By Tony Williams. Cat People has long enjoyed a high reputation amongst discriminating members of the critical fraternity for its deserved status…

Read More »

The Other Europe is Far Away: Igor Cobileanski’s Eastern Business »


By Brandon Konecny.  After scamming some passersby for lunch money, Marian and Petro sit in a tiny restaurant in the Republic of…

Read More »

Gregory Crewdson: Chronicle of Decay »

From Beneath the Roses (2003-2008)

By Christopher Sharrett. I write this short piece on photographer Gregory Crewdson for a film/television journal with the simple rationale that Crewdson’s…

Read More »

Exit Stage Left: No Pay, Nudity »


By Elias Savada. The directorial debut for Lee Wilkof – a long-time character actor in all forms of media and on many a…

Read More »

Miss Sharon Jones!: Success and Other Crises »


By Kate Hearst. Renewed interest in black female singers sparked the release last year of two documentaries focused on voices of the…

Read More »

The Seasons in Quincy: Four Portraits of John Berger (2016) »

Seasons 1

By Mark James.  Most of us probably remember John Berger as the host of Ways of Seeing, a four-part 1972 television series…

Read More »

Command and Control: Is Our Nuclear Luck Running Out? »


By Elias Savada. I had nearly forgotten about that nuclear blip a third of a century ago, the one which is the core…

Read More »

Indignity in Sweet Mode: A Man Called Ove »


By Gary M. Kramer. The title character of A Man Called Ove would probably not see the heartwarming Swedish film, A Man…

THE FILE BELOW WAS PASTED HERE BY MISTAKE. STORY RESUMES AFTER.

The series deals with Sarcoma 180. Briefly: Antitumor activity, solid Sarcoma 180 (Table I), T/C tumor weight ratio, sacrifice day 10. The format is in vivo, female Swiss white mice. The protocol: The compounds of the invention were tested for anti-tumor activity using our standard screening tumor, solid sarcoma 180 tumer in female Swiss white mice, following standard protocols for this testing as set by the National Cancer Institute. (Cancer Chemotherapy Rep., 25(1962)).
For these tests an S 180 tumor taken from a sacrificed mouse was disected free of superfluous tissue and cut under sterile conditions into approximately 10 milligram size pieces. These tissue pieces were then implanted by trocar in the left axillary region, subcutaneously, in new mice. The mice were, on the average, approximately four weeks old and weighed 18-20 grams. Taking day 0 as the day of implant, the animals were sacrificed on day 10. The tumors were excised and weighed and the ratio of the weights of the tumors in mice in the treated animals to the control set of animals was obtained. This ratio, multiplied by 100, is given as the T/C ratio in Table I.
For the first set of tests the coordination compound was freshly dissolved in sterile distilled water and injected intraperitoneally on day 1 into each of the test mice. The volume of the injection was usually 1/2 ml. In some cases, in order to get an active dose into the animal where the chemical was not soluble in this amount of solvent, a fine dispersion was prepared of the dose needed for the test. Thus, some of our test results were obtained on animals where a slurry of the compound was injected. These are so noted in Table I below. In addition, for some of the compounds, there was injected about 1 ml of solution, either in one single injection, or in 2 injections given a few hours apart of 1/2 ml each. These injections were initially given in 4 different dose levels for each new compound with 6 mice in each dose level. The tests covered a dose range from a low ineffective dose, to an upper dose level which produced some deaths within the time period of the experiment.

Read More »

A Multicultural Magnificent Seven for Our Times »


By Kate Hearst. Antoine Fuqua’s The Magnificent Seven showcases a multiracial cast of personalities who collaborate to defeat a murderous robber baron…

Read More »

A Fun Swansong: The Last Film Festival »


By Christopher Weedman. The Last Film Festival’s comedic glimpse into the behind-the-scenes politics and turmoil that surround film festivals began as a…

Read More »

The Celluloid Collector World That Dreams are Made Of: A Thousand Cuts by Dennis Bartok and Jeff Joseph »

The Day of the Triffids (1962)

A Book Review by Tony Williams. Written by two former dealers in this area, A Thousand Cuts: The Bizarre Underground World of…

Read More »

The New World: Exploring the Developing Territory of Terrence Malick »


By Jeremy Carr.  During post-production on The New World (2005), director Terrence Malick said it would be the last time he made…

Read More »

Japan’s Modernist Enigma: Woman in the Dunes on Criterion »


By Christopher Weedman. The haunting enigmatism and visual beauty of Woman in the Dunes (1964) has not diminished since its premiere over…